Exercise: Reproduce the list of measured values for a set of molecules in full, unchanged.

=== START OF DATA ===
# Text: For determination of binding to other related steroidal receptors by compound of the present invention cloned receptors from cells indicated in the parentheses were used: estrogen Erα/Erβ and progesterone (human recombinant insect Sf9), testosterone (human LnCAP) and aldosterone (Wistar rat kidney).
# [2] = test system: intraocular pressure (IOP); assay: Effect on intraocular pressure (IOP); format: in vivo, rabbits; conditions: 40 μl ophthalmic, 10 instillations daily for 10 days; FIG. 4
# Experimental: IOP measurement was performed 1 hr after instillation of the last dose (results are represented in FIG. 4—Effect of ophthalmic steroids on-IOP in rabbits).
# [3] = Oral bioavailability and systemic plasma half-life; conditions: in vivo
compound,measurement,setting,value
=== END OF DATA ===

# Text: For determination of binding to other related steroidal receptors by compound of the present invention cloned receptors from cells indicated in the parentheses were used: estrogen Erα/Erβ and progesterone (human recombinant insect Sf9), testosterone (human LnCAP) and aldosterone (Wistar rat kidney).
# [2] = test system: intraocular pressure (IOP); assay: Effect on intraocular pressure (IOP); format: in vivo, rabbits; conditions: 40 μl ophthalmic, 10 instillations daily for 10 days; FIG. 4
# Experimental: IOP measurement was performed 1 hr after instillation of the last dose (results are represented in FIG. 4—Effect of ophthalmic steroids on-IOP in rabbits).
# [3] = Oral bioavailability and systemic plasma half-life; conditions: in vivo
compound,measurement,setting,value